In a New York Times article dated April 15, 1999 it states in part: "It was in 1993, he said, that Mr. Cusack told Mr. Reznikoff of the Kennedy papers, convincing him, that they were real..." (Where in autograph authenticating does a forger convince an authenticator that forgeries are real? Only here!)

Mr. Cusack went to prison for several years. Adding to this lunacy John Reznikoff is still authenticating John F. Kennedy and Marilyn Monroe signatures for PSADNA and JSA.

As we were putting the facts of this story together another one of our readers alerted us to eBay item 250369698672. A Dwight D. Eisenhower President Cut Signature Autograph. The signature is encased in one of those plastic holders and was produced by the Upper Deck Co. The description reads: ‘This card was a redemption from the Upper Deck Company and their promotional ‘Signs of History' Set. Numbered to only 9, this is a fantastic example..."

Illustration of Upper Deck's Eisenhower signature.

The signature of Eisenhower illustrated above is a well known and very common signature signed by the Autopen machine. Thousands of these signatures were signed and examples of this signature can be found in many autograph references including Presidents of the United States Autopen Guide by Stephen Koschal and Andreas Wiemer.

Five uninformed collectors bid as high as $655.00 for this absolutely worthless signature. Lucky for them, the $655.00 did not meet the sellers Reserve.

Our attempts to contact the management of Upper Deck Co. regarding all the above issues were fruitless.
Razor Entertainment

This company was founded in 2005 and claims to be the innovative leader in the trading card industry. They created the Oval Office Edition, 99 packs were made.

The first card we were alerted to was a 2007 Razor Richard Nixon Presidential Cut, ebay item #150324763330.

Razor Richard Nixon Presidential Cut

Www.autographalert.com has contacted a handful of professional autograph authenticators and everyone agreed the above signature is without question signed by the Autopen machine. Copies of this example can be found in many signature studies of Richard Nixon and in the book mentioned above. Amazing the quasi autograph authenticators who work for these authenticating companies don't use basic reference material.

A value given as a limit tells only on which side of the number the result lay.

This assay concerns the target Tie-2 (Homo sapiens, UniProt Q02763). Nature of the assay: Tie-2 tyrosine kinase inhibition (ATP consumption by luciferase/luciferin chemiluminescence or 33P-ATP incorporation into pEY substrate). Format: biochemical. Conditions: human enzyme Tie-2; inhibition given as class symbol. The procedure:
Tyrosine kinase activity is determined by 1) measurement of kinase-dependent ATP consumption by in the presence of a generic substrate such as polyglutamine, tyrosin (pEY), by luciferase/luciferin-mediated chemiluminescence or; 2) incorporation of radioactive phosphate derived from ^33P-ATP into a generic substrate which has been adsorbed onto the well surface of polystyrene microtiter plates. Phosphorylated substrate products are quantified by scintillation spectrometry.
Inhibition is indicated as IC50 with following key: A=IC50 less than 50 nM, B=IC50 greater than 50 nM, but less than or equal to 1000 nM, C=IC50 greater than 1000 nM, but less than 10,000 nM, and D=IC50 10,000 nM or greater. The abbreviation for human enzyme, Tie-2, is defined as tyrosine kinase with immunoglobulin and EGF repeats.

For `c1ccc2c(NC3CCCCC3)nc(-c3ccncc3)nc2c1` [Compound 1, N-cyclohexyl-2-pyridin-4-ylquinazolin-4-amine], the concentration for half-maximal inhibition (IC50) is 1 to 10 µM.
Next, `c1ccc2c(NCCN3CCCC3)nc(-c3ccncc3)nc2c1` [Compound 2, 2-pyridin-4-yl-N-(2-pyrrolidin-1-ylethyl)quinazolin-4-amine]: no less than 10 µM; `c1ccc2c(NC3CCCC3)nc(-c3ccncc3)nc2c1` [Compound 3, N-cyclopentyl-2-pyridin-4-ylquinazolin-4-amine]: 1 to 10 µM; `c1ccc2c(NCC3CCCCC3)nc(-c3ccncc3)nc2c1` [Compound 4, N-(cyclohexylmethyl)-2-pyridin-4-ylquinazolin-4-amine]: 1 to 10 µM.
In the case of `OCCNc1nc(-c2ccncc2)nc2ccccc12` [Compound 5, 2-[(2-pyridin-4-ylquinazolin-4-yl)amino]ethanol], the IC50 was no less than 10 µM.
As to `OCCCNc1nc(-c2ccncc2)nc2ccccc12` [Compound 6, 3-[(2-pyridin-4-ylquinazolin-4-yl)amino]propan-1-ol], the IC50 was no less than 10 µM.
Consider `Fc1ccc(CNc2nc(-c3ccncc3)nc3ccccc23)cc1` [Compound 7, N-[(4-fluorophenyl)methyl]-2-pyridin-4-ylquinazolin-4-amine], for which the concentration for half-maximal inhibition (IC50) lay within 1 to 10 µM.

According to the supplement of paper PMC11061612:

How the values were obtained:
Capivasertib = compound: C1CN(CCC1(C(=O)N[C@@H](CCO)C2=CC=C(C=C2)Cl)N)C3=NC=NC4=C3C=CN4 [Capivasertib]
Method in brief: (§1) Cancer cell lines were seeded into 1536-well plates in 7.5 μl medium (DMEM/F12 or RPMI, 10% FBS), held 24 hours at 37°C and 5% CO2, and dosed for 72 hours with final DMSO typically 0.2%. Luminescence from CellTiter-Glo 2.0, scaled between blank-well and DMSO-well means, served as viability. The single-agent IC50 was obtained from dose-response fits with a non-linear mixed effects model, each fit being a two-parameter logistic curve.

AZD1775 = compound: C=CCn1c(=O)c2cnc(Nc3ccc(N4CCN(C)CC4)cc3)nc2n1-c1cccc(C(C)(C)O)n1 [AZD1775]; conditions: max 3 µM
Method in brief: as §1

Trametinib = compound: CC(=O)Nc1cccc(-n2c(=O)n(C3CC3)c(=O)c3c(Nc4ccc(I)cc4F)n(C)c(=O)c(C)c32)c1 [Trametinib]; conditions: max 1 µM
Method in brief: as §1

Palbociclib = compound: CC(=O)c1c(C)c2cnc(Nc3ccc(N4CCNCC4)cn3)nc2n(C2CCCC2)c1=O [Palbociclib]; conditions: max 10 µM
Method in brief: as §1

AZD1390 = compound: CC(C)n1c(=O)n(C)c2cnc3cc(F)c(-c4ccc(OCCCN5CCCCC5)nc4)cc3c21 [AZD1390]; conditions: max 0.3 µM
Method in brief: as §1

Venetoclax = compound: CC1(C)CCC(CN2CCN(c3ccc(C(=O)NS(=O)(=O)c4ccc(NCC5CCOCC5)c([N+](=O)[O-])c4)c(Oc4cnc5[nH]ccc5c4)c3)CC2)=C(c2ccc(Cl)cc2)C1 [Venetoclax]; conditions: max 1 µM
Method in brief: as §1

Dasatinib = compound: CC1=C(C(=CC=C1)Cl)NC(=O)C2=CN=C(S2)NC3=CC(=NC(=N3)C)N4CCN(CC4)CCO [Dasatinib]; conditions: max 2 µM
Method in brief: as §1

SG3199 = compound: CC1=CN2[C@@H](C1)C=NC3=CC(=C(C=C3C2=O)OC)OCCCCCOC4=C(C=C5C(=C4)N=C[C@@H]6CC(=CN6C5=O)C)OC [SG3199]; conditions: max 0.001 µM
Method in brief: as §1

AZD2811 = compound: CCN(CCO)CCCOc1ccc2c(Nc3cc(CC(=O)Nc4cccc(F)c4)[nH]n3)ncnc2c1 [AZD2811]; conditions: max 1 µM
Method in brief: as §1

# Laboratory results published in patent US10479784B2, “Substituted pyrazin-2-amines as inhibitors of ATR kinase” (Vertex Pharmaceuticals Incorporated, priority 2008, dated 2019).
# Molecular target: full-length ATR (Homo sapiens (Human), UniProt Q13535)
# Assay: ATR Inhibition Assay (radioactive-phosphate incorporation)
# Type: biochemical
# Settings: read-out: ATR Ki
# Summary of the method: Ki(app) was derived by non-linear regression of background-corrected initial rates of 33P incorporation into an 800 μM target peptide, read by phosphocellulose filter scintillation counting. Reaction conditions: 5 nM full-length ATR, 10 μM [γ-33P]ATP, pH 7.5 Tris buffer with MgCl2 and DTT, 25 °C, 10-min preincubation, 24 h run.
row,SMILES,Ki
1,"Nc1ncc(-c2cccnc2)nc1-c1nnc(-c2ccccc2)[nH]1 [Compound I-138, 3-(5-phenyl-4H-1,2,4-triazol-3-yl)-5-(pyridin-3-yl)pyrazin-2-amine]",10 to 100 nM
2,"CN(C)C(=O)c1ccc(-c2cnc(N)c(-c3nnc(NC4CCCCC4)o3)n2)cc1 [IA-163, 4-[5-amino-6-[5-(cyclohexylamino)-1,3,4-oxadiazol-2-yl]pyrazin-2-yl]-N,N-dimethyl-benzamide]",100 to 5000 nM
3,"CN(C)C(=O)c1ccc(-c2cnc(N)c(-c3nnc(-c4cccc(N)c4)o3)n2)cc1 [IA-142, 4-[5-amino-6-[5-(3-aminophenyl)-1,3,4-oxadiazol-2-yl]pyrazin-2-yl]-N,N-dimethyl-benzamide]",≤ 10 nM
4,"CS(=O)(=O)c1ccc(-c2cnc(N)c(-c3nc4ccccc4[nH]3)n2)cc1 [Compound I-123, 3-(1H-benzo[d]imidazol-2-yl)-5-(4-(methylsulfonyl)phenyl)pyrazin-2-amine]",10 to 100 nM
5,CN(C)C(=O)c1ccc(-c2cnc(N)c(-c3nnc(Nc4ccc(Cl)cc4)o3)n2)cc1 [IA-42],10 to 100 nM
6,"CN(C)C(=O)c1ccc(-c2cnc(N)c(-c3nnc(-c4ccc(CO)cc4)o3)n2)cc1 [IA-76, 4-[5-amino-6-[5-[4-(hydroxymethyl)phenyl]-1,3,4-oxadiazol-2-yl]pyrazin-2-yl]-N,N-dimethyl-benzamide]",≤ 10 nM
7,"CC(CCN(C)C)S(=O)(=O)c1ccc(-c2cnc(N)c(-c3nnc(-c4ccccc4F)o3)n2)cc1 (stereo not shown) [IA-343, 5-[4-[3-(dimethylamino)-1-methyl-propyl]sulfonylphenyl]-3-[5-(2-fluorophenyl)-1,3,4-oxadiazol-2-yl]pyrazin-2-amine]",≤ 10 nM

The seller of the Nixon signature was notified the signature was not genuine and that the plastic holder it was in had more value than the signature. Before the sale ended, Ebay was notified the signature was machine signed. They did not remove it. Ebay had plenty of opportunity to remove this item and not allow this worthless and mis-identified signature to be sold. Thirty bids were placed on this machine signed and it sold to some ignorant bidder for $418.00.

One week later, again appearing on ebay is item number 400030641978. Another Razor blunder. Described as Razor Oval Office Martin Van Buren Auto 1/1 1840.

Razor Martin Van Buren Cut

The seller of the above signature was notified by at least two presidential autograph experts that the signature being sold was not genuine. Ebay was also notified the signature is not genuine. Ebay allowed the sale to continue, 18 bids were placed and the worthless, secretarial signed signature of Van Buren went to some uneducated collector for $811.50.